Artist Who Was on Ukraine’s Front Lines Makes VR Version of War With Russia

A Dutch artist has found a way to let people on the frontlines of the war between Ukraine and Russia as fighting intensifies.

Dani Ploeger has traveled to Ukraine many times in recent years as tensions in the country remained high following Russia’s annexation of Crimea in 2014.

A veteran activist and artist, he was no stranger to life in conflict zones and decided to try to reflect the “tension” of war.

Artist and cultural critic Dani Ploeger (inset) filmed Ukrainian soldiers at war for a virtual reality experience that brings people to the front lines of the conflict. The artist has traveled to Ukraine several times in recent years.
Delivered/Dani Ploeger

Ploeger created the work called contact line and used virtual reality (VR) technology to draw attention to an “aspect of warfare” that is often not understood or even imagined, he said news week.

With a loop of soldiers standing around waiting or smoking cigarettes while seated in trenches, Ploeger gives audiences a picture of war that is the opposite of what is often portrayed on the news or in movies.

“While most depictions of armed conflict tend to focus on eventful activity – spectacles, if you will – contact line develops around the often static waiting and tense situations that actually occur more frequently than combat situations,” explains Ploeger news week.

The artist is no stranger to conflict situations, having lived in the occupied Palestinian city of Ramallah.

“Most of the time there was no visible violence. However, anything could happen at any time. And that usually happened, but you never knew when,” he described.

“Time seemed like a process of tension, a constant wait for outbursts of physical violence.”

in the contact line Users don a VR headset and headphones, then are asked to close their eyes and just listen before surveying the 360-degree landscape.

You’ll hear the sounds of warfare, including gunfire, and then, when you open your eyes, be shocked to see the side-by-side images of men in military uniforms waiting idly.

“What struck me here was the tension that seemed to permeate everyday life, also because of the many soldiers who were preparing for or returning from the front in the city,” said Ploeger.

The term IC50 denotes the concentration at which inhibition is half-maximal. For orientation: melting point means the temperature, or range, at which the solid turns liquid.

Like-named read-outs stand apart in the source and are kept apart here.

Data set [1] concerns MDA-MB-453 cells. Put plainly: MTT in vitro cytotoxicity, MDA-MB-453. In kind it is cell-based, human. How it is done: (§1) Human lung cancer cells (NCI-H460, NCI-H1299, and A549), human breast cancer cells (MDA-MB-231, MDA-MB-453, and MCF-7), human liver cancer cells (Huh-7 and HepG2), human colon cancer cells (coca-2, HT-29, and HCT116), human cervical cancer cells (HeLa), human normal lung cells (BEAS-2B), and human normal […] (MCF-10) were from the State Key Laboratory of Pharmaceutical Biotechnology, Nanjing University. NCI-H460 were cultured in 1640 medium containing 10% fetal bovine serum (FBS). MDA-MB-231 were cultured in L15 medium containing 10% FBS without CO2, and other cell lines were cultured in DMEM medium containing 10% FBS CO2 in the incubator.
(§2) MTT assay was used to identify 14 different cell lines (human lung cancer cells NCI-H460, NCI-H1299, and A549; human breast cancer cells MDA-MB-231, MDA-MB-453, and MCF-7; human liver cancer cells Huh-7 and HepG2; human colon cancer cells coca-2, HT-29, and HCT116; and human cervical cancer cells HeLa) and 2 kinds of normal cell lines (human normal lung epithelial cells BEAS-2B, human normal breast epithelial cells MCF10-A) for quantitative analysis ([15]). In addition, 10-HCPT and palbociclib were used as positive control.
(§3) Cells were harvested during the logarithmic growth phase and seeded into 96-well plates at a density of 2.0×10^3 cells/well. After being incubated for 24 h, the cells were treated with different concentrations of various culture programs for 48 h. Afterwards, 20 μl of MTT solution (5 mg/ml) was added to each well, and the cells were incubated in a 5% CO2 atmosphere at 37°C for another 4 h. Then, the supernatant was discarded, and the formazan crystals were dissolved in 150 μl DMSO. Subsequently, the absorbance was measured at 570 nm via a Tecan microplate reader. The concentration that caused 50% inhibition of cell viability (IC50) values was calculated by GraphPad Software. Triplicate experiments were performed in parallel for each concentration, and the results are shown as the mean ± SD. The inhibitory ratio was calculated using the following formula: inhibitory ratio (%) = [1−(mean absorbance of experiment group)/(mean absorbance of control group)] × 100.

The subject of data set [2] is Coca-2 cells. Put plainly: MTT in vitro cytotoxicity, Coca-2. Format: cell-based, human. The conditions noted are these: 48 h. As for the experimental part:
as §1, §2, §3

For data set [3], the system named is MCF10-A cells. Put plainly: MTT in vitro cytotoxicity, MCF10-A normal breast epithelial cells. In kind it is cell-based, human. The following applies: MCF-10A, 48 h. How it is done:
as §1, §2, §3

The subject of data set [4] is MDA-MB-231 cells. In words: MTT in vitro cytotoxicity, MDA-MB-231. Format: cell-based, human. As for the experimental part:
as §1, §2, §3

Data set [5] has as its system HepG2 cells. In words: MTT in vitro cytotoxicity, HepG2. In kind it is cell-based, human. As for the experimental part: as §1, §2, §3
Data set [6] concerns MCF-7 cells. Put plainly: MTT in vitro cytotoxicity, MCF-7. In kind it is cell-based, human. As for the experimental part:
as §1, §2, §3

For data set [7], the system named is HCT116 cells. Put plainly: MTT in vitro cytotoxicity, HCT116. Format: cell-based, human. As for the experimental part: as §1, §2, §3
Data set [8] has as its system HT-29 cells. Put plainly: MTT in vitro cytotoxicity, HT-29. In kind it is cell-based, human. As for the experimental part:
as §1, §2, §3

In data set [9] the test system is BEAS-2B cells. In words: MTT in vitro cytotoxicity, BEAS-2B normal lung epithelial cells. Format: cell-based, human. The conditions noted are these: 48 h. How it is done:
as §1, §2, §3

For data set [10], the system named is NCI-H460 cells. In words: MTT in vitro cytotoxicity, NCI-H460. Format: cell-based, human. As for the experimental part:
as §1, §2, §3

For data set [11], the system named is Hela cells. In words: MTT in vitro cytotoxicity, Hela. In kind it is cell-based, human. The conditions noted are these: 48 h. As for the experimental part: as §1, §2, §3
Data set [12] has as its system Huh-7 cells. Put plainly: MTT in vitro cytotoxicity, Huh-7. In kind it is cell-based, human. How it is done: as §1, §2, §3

He chose VR technology because the audience has an ‘expectation of spectacle’, or as he puts it, ‘They see these headsets and they tend to think, ‘Oh, something really exciting is about to happen.’ “

But the reality of what they see is the complete opposite and therefore contact line compares the “expectations of VR technology”.

The artists then further complicate the experience by asking the viewer to close their eyes, “and a violent war soundscape erupts,” which is more in line with what people expect not only from war but also from the VR medium.

To create the “violent soundscape,” Ploeger used field recordings of real weapons then used in the Russo-Ukrainian War.

He also let news week in another layer of the piece, revealing the line of soldiers in the video, they were all looped one at a time, “so the situation appears spontaneous but endless.”

The viewer can then turn and meet Ploeger face-to-face, eventually revealing that the audience’s point of view was “inside” a camera the whole time.

“This VR experience doesn’t try to hide its virtuality,” Ploeger added.

There has been fighting between Ukraine and Russia since Russia annexed Crimea, but an escalated conflict began in February when Russia invaded its neighbor.

Since then, almost 30,000 people have been killed and 14 million people displaced from their homes.

Latest from the front lines has shown that Russia is continuing its air strikes on Ukraine, targeting vital infrastructure and causing widespread power outages.

This follows an explosion on the bridge connecting Russia and Crimea. Russia labeled it a “terrorist attack” and subsequently arrested eight people in connection with the blast.

Line of Contact is screened as part of the extended program of the London Film Festival.